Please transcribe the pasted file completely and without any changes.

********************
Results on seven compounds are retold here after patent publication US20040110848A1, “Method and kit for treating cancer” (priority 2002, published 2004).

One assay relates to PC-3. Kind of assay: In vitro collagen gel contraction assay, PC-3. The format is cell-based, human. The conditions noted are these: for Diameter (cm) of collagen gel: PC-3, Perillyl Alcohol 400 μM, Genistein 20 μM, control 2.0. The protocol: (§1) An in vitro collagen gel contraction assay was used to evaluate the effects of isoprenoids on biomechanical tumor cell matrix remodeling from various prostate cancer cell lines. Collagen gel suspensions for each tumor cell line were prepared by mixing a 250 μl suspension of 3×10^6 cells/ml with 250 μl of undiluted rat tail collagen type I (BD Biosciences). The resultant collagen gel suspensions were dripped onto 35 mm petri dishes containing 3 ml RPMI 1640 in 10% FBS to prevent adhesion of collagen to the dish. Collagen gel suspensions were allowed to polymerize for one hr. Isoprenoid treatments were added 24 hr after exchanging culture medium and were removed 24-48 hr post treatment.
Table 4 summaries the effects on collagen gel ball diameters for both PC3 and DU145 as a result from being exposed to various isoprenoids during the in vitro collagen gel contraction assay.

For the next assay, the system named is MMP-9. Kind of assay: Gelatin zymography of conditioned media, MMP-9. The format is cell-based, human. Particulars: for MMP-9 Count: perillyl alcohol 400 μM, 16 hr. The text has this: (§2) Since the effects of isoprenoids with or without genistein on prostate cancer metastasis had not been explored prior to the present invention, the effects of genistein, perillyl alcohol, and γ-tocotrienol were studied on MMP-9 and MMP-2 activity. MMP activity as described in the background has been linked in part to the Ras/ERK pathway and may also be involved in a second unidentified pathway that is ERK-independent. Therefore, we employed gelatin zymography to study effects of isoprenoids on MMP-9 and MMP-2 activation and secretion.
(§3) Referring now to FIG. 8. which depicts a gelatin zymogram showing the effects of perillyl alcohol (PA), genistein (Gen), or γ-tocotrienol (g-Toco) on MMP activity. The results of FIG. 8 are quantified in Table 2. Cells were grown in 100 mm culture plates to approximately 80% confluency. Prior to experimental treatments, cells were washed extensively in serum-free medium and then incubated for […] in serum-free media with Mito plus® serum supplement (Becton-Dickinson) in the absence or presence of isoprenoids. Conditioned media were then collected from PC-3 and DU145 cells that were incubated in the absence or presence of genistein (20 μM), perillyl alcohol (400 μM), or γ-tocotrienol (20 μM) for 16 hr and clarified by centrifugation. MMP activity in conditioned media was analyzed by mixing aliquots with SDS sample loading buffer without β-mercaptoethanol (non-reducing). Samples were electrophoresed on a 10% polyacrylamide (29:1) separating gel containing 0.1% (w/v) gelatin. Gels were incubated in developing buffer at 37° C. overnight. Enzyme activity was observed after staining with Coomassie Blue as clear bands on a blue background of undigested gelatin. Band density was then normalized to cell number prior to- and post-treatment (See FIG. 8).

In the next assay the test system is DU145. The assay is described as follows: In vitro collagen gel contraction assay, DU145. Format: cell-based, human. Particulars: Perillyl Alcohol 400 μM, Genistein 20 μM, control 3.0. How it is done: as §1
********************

Results on seven compounds are retold here after patent publication US20040110848A1, “Method and kit for treating cancer” (priority 2002, published 2004).

One assay relates to PC-3. Kind of assay: In vitro collagen gel contraction assay, PC-3. The format is cell-based, human. The conditions noted are these: for Diameter (cm) of collagen gel: PC-3, Perillyl Alcohol 400 μM, Genistein 20 μM, control 2.0. The protocol: (§1) An in vitro collagen gel contraction assay was used to evaluate the effects of isoprenoids on biomechanical tumor cell matrix remodeling from various prostate cancer cell lines. Collagen gel suspensions for each tumor cell line were prepared by mixing a 250 μl suspension of 3×10^6 cells/ml with 250 μl of undiluted rat tail collagen type I (BD Biosciences). The resultant collagen gel suspensions were dripped onto 35 mm petri dishes containing 3 ml RPMI 1640 in 10% FBS to prevent adhesion of collagen to the dish. Collagen gel suspensions were allowed to polymerize for one hr. Isoprenoid treatments were added 24 hr after exchanging culture medium and were removed 24-48 hr post treatment.
Table 4 summaries the effects on collagen gel ball diameters for both PC3 and DU145 as a result from being exposed to various isoprenoids during the in vitro collagen gel contraction assay.

For the next assay, the system named is MMP-9. Kind of assay: Gelatin zymography of conditioned media, MMP-9. The format is cell-based, human. Particulars: for MMP-9 Count: perillyl alcohol 400 μM, 16 hr. The text has this: (§2) Since the effects of isoprenoids with or without genistein on prostate cancer metastasis had not been explored prior to the present invention, the effects of genistein, perillyl alcohol, and γ-tocotrienol were studied on MMP-9 and MMP-2 activity. MMP activity as described in the background has been linked in part to the Ras/ERK pathway and may also be involved in a second unidentified pathway that is ERK-independent. Therefore, we employed gelatin zymography to study effects of isoprenoids on MMP-9 and MMP-2 activation and secretion.
(§3) Referring now to FIG. 8. which depicts a gelatin zymogram showing the effects of perillyl alcohol (PA), genistein (Gen), or γ-tocotrienol (g-Toco) on MMP activity. The results of FIG. 8 are quantified in Table 2. Cells were grown in 100 mm culture plates to approximately 80% confluency. Prior to experimental treatments, cells were washed extensively in serum-free medium and then incubated for […] in serum-free media with Mito plus® serum supplement (Becton-Dickinson) in the absence or presence of isoprenoids. Conditioned media were then collected from PC-3 and DU145 cells that were incubated in the absence or presence of genistein (20 μM), perillyl alcohol (400 μM), or γ-tocotrienol (20 μM) for 16 hr and clarified by centrifugation. MMP activity in conditioned media was analyzed by mixing aliquots with SDS sample loading buffer without β-mercaptoethanol (non-reducing). Samples were electrophoresed on a 10% polyacrylamide (29:1) separating gel containing 0.1% (w/v) gelatin. Gels were incubated in developing buffer at 37° C. overnight. Enzyme activity was observed after staining with Coomassie Blue as clear bands on a blue background of undigested gelatin. Band density was then normalized to cell number prior to- and post-treatment (See FIG. 8).

In the next assay the test system is DU145. The assay is described as follows: In vitro collagen gel contraction assay, DU145. Format: cell-based, human. Particulars: Perillyl Alcohol 400 μM, Genistein 20 μM, control 3.0. How it is done: as §1